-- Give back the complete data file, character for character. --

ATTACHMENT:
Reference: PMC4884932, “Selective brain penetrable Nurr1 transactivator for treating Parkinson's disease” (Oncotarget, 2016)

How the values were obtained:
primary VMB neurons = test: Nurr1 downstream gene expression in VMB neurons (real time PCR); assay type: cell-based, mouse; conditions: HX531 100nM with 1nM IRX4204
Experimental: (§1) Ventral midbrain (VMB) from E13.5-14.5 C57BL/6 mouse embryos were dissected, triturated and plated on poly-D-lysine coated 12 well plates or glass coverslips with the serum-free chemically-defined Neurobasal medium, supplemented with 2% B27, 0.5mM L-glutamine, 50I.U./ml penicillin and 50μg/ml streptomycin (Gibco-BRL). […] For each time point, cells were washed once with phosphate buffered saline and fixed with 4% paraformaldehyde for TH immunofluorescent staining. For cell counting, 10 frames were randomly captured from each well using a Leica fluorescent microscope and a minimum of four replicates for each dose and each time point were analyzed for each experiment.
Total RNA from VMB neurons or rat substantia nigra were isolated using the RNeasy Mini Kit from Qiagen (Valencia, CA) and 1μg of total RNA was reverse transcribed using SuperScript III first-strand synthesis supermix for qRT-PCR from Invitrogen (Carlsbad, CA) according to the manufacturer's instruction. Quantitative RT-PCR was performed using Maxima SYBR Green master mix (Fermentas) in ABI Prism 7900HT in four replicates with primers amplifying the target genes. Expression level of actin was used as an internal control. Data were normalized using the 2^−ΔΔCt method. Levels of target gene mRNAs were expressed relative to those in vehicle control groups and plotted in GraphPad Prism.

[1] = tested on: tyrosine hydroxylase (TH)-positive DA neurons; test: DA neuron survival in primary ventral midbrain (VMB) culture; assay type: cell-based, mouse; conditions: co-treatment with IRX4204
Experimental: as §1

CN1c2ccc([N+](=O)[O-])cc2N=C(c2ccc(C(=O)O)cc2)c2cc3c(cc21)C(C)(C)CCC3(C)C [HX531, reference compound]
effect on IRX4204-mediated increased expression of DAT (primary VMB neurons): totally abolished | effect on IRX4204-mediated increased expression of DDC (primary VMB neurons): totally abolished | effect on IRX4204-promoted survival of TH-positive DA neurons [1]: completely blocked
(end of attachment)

Reference: PMC4884932, “Selective brain penetrable Nurr1 transactivator for treating Parkinson's disease” (Oncotarget, 2016)

How the values were obtained:
primary VMB neurons = test: Nurr1 downstream gene expression in VMB neurons (real time PCR); assay type: cell-based, mouse; conditions: HX531 100nM with 1nM IRX4204
Experimental: (§1) Ventral midbrain (VMB) from E13.5-14.5 C57BL/6 mouse embryos were dissected, triturated and plated on poly-D-lysine coated 12 well plates or glass coverslips with the serum-free chemically-defined Neurobasal medium, supplemented with 2% B27, 0.5mM L-glutamine, 50I.U./ml penicillin and 50μg/ml streptomycin (Gibco-BRL). […] For each time point, cells were washed once with phosphate buffered saline and fixed with 4% paraformaldehyde for TH immunofluorescent staining. For cell counting, 10 frames were randomly captured from each well using a Leica fluorescent microscope and a minimum of four replicates for each dose and each time point were analyzed for each experiment.
Total RNA from VMB neurons or rat substantia nigra were isolated using the RNeasy Mini Kit from Qiagen (Valencia, CA) and 1μg of total RNA was reverse transcribed using SuperScript III first-strand synthesis supermix for qRT-PCR from Invitrogen (Carlsbad, CA) according to the manufacturer's instruction. Quantitative RT-PCR was performed using Maxima SYBR Green master mix (Fermentas) in ABI Prism 7900HT in four replicates with primers amplifying the target genes. Expression level of actin was used as an internal control. Data were normalized using the 2^−ΔΔCt method. Levels of target gene mRNAs were expressed relative to those in vehicle control groups and plotted in GraphPad Prism.

[1] = tested on: tyrosine hydroxylase (TH)-positive DA neurons; test: DA neuron survival in primary ventral midbrain (VMB) culture; assay type: cell-based, mouse; conditions: co-treatment with IRX4204
Experimental: as §1

CN1c2ccc([N+](=O)[O-])cc2N=C(c2ccc(C(=O)O)cc2)c2cc3c(cc21)C(C)(C)CCC3(C)C [HX531, reference compound]
effect on IRX4204-mediated increased expression of DAT (primary VMB neurons): totally abolished | effect on IRX4204-mediated increased expression of DDC (primary VMB neurons): totally abolished | effect on IRX4204-promoted survival of TH-positive DA neurons [1]: completely blocked